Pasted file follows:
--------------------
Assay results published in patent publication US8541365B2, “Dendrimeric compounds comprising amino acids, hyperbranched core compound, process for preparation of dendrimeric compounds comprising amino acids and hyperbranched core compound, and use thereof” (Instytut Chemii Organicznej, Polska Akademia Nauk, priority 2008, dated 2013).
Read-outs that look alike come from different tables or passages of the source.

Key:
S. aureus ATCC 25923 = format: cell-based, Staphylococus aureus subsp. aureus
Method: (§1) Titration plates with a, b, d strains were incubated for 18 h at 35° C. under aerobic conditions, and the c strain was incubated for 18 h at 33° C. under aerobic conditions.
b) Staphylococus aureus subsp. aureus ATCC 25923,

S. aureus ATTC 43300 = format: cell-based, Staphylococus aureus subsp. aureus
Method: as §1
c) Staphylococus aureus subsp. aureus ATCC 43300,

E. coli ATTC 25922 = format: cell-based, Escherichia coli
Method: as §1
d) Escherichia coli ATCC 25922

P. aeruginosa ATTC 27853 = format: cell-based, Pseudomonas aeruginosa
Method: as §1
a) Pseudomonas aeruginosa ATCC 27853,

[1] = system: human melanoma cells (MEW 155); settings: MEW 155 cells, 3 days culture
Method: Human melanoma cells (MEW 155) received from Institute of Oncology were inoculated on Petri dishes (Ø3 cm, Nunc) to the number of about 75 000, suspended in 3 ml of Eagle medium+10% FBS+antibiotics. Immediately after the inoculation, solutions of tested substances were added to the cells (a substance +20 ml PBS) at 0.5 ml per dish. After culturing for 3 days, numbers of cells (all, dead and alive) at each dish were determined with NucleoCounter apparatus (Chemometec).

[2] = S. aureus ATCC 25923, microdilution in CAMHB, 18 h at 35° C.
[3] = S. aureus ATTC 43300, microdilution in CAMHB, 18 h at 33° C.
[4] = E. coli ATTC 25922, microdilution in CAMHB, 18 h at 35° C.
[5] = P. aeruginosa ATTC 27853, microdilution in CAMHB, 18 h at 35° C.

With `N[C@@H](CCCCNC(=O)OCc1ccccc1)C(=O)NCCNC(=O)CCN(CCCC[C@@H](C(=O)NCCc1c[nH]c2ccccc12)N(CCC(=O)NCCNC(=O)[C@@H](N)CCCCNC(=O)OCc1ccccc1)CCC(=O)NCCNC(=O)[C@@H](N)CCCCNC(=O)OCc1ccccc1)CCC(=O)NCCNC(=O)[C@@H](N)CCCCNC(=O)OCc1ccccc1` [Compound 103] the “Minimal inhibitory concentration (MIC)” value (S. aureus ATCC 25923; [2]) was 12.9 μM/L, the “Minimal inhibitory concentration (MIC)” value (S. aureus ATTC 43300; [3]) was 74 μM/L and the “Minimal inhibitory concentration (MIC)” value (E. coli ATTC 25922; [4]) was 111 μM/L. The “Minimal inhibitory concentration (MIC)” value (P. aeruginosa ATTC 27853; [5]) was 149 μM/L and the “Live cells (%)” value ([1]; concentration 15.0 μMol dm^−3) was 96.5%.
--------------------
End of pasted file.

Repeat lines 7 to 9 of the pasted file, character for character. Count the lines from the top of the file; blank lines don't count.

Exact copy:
S. aureus ATTC 43300 = format: cell-based, Staphylococus aureus subsp. aureus
Method: as §1
c) Staphylococus aureus subsp. aureus ATCC 43300,